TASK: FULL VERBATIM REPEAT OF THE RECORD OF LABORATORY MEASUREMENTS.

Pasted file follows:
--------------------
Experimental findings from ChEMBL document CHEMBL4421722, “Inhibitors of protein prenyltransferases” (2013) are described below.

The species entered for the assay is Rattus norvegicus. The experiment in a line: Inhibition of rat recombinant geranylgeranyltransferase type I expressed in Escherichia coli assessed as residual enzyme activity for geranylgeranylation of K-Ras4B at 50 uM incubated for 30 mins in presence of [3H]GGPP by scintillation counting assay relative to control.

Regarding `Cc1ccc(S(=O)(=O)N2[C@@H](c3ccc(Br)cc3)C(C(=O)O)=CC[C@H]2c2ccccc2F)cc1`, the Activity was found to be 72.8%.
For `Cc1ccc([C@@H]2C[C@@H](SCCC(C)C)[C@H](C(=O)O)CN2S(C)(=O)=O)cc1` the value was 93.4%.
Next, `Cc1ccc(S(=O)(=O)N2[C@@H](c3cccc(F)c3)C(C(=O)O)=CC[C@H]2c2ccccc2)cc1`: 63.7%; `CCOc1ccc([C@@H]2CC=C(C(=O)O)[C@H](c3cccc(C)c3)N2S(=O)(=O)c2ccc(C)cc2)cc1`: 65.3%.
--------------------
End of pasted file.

Experimental findings from ChEMBL document CHEMBL4421722, “Inhibitors of protein prenyltransferases” (2013) are described below.

The species entered for the assay is Rattus norvegicus. The experiment in a line: Inhibition of rat recombinant geranylgeranyltransferase type I expressed in Escherichia coli assessed as residual enzyme activity for geranylgeranylation of K-Ras4B at 50 uM incubated for 30 mins in presence of [3H]GGPP by scintillation counting assay relative to control.

Regarding `Cc1ccc(S(=O)(=O)N2[C@@H](c3ccc(Br)cc3)C(C(=O)O)=CC[C@H]2c2ccccc2F)cc1`, the Activity was found to be 72.8%.
For `Cc1ccc([C@@H]2C[C@@H](SCCC(C)C)[C@H](C(=O)O)CN2S(C)(=O)=O)cc1` the value was 93.4%.
Next, `Cc1ccc(S(=O)(=O)N2[C@@H](c3cccc(F)c3)C(C(=O)O)=CC[C@H]2c2ccccc2)cc1`: 63.7%; `CCOc1ccc([C@@H]2CC=C(C(=O)O)[C@H](c3cccc(C)c3)N2S(=O)(=O)c2ccc(C)cc2)cc1`: 65.3%.